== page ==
Japan-based Sim Works finds niche in Portland

Shige Ikeyama insisted on sharing this bottle of saké in every picture.

Portland builders have enjoyed years of fruitful commerce with a bike shop based in Nagoya Japan. As we reported in 2012, the Circles bike shop has purchased bikes made by local brands like Pereira (now Breadwinner), Cielo, and others. That relationship has grown over the years — so much that a new company called Sim Works was spun-off of Circles and has become a force in its own right.

Sim Works is a product design and distribution company that has set up a U.S. outpost at the King Cycle Group headquarters in Portland’s northwest industrial district. Sim Works is a major importer of King Cycle Group’s Chris King Precision Components (headsets and hubs) and Cielo Cycles (framesets), so the partnership makes sense.

Beyond importing high-quality U.S. products into Japan, Sim Works’ modus operandi is to partner with traditional Japanese manufacturers to create new products in their vision. They displayed Sim Works-designed tires made in collaboration with Panaracer and handlebars made with Nitto. Sim Works products are available in four Portland bike shops: Norther Cycles, Velo Cult, 21st Avenue Bicycles, and Rivelo.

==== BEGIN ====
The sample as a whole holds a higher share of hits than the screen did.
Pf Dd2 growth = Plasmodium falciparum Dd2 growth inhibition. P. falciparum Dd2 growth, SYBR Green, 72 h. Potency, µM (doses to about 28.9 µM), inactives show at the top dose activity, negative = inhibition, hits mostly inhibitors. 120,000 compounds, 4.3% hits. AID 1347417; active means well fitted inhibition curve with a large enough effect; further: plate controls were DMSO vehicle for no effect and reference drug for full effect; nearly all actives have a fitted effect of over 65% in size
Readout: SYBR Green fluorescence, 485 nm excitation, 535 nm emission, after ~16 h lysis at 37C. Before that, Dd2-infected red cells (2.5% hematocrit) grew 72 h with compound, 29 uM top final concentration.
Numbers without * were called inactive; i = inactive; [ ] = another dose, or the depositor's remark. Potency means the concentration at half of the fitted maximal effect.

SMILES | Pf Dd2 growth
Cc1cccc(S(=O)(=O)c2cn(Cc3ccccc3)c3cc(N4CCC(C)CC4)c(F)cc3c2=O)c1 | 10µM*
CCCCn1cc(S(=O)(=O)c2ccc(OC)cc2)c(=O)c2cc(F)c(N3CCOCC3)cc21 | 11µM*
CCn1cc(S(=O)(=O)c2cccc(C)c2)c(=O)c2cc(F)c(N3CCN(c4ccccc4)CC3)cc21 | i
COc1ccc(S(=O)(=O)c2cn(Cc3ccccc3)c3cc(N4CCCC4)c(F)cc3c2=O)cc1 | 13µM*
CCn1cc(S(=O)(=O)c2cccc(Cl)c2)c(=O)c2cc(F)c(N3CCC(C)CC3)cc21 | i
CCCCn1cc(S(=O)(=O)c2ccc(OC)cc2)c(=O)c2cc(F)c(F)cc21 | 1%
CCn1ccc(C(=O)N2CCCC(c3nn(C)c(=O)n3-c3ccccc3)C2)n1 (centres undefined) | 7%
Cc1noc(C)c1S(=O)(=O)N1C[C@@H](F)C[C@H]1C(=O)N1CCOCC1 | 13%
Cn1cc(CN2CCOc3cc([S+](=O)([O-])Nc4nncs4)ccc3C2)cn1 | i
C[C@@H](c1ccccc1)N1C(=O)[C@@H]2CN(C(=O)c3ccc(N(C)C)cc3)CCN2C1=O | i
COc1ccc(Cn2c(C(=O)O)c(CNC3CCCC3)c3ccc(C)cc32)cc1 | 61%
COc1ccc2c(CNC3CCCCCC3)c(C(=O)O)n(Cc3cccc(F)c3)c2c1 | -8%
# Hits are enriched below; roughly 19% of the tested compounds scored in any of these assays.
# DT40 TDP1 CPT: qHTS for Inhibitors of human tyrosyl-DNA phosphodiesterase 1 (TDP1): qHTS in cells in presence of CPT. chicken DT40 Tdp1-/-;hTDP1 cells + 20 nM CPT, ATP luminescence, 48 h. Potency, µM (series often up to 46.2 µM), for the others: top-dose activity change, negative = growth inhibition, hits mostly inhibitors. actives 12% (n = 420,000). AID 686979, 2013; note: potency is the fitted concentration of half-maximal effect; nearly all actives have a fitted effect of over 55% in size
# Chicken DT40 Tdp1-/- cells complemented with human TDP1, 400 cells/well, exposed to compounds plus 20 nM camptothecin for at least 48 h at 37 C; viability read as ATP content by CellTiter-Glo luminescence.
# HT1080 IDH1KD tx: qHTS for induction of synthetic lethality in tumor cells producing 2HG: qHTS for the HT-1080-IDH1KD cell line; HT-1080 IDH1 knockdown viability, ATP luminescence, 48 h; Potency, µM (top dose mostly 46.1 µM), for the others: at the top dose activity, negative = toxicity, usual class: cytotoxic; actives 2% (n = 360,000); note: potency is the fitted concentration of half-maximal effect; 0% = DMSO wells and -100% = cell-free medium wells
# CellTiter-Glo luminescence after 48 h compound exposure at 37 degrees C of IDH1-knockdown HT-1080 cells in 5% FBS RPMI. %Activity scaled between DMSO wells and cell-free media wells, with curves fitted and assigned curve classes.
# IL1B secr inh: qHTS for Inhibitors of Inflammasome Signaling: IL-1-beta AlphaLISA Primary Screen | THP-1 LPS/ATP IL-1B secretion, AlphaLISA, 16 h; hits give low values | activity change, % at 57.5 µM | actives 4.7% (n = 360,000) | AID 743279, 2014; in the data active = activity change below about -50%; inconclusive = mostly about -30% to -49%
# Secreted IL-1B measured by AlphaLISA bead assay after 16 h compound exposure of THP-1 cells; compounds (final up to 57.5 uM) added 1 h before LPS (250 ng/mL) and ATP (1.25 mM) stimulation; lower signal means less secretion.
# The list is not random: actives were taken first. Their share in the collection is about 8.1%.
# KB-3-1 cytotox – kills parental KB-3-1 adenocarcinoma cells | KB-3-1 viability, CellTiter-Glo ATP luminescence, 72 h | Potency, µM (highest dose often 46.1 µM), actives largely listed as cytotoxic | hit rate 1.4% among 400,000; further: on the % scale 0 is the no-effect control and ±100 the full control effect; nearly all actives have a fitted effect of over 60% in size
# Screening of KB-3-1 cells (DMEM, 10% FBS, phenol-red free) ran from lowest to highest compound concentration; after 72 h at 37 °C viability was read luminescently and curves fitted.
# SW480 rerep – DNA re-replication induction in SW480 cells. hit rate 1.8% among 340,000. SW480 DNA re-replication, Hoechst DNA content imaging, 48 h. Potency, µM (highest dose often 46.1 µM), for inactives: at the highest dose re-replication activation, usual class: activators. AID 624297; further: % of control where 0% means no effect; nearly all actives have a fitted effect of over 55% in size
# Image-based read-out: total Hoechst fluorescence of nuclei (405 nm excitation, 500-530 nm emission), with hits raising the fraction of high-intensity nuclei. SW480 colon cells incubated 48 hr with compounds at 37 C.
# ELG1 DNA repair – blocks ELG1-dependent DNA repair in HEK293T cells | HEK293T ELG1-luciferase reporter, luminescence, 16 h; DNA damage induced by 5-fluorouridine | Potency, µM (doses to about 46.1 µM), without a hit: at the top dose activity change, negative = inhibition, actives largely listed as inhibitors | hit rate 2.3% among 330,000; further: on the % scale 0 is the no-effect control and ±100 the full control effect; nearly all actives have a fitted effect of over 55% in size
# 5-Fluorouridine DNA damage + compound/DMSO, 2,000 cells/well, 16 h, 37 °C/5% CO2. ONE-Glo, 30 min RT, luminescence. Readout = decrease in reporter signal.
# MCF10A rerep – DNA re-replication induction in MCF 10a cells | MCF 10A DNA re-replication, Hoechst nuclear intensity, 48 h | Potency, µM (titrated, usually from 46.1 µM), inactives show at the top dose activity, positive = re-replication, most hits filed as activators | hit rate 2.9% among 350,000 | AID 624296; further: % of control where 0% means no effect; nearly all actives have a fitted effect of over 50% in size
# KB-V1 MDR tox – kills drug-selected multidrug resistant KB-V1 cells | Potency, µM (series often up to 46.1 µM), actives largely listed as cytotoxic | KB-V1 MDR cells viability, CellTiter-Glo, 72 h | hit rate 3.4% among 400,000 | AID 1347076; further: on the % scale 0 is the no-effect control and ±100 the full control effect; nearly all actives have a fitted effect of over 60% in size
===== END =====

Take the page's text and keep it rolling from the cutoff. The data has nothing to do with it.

Here are a few more photos and notes from the show:

Joseph Ahearne always draws a crowd…


I was impressed with work of Mark Hall of Mahall Bikworks from Tri-Cities Washington.


Ahearne has teamed with renowned builder and shop partner Christopher Igleheart on Page Street Cycles (a moniker that refers to the north Portland street where their shop is located). Their current specialty is a drop-bar adventure/touring road bike that’s ready to be loaded up and treated badly.


Display by Portland-based Framebuilder Supply, a seller of lugs, tubing, and more.


Dave Levy of Ti Cycles gave a cool brazing demonstration…


The Klatch model from Eugene-based Co-Motion Cycles has a Pinion internal gearbox, Lauf suspension fork and a belt drive. I sooo want to try this thing.

See the full photo gallery on our Facebook page.

— Jonathan Maus: (503) 706-8804, @jonathan_maus on Twitter and jonathan@bikeportland.org